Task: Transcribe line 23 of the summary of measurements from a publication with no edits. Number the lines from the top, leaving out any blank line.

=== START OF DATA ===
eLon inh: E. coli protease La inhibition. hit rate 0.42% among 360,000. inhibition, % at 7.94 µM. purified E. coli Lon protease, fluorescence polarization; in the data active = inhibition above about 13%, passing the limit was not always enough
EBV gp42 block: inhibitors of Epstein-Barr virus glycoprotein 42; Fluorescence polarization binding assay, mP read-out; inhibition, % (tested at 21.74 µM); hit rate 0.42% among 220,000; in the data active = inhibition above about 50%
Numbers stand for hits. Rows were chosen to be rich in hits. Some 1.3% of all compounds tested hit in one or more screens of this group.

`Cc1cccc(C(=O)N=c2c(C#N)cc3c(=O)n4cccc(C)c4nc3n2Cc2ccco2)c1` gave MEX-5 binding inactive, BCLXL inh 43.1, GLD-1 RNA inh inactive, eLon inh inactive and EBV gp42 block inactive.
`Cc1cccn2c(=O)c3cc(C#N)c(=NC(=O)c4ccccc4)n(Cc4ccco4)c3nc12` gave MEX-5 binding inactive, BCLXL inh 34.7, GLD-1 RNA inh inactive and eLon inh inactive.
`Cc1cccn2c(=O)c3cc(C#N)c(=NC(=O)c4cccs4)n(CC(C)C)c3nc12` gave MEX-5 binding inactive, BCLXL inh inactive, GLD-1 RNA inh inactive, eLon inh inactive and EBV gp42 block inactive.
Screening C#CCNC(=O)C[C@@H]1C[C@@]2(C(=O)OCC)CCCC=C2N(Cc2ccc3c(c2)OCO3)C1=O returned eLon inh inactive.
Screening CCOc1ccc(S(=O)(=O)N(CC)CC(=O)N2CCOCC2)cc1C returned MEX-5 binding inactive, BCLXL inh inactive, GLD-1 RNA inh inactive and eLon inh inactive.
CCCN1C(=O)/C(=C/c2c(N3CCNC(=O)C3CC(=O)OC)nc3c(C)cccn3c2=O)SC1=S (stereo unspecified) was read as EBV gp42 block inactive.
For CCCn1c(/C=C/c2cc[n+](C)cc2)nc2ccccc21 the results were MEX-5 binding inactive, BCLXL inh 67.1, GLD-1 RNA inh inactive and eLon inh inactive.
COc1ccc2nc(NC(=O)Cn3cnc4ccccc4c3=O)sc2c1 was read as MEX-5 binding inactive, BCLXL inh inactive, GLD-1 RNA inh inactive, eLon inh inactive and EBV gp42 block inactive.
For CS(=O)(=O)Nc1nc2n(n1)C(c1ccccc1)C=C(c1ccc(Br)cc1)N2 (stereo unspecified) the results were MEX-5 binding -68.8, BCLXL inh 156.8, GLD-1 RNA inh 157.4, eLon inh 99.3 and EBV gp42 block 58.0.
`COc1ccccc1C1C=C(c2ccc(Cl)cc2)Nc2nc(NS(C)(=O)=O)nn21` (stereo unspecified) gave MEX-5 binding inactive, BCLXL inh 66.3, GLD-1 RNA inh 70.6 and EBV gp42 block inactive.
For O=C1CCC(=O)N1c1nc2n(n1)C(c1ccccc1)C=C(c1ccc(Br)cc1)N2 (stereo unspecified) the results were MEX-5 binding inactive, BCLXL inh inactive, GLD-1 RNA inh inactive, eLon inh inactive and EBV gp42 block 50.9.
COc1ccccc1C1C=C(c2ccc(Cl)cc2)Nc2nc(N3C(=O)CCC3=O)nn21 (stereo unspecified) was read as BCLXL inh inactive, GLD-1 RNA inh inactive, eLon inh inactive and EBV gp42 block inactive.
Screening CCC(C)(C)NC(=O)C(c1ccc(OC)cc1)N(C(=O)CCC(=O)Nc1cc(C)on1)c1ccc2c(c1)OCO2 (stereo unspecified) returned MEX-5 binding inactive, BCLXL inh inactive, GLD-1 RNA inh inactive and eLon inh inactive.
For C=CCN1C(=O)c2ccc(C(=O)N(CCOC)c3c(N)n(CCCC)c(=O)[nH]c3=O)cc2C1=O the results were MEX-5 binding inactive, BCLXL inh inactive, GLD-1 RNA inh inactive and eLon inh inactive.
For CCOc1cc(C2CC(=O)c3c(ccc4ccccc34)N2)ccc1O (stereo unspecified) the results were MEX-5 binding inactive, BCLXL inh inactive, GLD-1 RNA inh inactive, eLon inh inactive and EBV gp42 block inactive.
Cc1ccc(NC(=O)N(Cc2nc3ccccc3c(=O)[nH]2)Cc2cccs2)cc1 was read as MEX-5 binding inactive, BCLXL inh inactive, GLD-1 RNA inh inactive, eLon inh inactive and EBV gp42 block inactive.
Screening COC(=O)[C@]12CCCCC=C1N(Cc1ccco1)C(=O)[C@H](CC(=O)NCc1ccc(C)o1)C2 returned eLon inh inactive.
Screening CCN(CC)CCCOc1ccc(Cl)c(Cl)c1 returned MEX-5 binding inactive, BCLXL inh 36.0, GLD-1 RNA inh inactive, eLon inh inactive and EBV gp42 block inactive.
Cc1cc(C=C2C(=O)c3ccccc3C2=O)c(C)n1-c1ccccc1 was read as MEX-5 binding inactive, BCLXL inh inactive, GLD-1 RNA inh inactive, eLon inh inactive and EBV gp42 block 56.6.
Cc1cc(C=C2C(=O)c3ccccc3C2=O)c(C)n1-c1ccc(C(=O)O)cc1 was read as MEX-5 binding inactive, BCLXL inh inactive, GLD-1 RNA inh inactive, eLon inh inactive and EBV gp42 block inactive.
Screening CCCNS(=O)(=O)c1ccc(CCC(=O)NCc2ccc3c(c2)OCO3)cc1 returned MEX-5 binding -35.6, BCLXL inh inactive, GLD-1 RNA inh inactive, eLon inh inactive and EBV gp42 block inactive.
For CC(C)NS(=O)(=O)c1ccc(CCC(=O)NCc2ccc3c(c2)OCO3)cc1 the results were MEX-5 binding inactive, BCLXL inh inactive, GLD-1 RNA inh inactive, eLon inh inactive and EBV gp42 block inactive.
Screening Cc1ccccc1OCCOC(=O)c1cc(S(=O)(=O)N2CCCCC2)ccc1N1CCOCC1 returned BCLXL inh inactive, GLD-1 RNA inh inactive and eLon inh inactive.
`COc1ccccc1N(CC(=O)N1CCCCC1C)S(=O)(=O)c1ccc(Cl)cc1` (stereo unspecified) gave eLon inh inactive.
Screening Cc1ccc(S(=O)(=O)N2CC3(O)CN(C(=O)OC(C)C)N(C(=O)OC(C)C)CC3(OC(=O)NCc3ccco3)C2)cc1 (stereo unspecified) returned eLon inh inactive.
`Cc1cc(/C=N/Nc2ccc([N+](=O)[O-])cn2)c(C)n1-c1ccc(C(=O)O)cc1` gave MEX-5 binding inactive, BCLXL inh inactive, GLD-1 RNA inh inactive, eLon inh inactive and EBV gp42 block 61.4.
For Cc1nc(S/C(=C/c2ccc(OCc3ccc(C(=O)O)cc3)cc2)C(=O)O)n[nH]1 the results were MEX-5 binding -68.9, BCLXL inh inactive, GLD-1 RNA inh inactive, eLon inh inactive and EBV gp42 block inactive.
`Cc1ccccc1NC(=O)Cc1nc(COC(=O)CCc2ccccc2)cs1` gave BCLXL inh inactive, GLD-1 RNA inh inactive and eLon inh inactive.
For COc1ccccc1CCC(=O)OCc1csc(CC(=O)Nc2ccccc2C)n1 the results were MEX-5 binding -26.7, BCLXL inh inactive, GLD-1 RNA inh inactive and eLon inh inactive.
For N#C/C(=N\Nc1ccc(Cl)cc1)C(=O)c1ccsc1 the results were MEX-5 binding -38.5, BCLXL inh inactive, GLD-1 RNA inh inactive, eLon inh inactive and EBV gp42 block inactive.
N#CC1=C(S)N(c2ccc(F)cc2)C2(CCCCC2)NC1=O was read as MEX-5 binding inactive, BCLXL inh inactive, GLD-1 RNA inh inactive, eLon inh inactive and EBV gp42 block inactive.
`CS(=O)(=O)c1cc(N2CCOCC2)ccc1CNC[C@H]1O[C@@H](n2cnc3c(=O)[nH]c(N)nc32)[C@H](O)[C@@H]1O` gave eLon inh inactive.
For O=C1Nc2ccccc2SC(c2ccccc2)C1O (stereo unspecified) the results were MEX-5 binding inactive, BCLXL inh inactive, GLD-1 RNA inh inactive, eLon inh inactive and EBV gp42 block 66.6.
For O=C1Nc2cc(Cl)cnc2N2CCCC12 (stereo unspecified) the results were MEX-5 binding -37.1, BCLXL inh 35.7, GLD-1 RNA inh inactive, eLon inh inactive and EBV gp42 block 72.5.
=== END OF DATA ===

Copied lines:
Cc1cc(C=C2C(=O)c3ccccc3C2=O)c(C)n1-c1ccc(C(=O)O)cc1 was read as MEX-5 binding inactive, BCLXL inh inactive, GLD-1 RNA inh inactive, eLon inh inactive and EBV gp42 block inactive.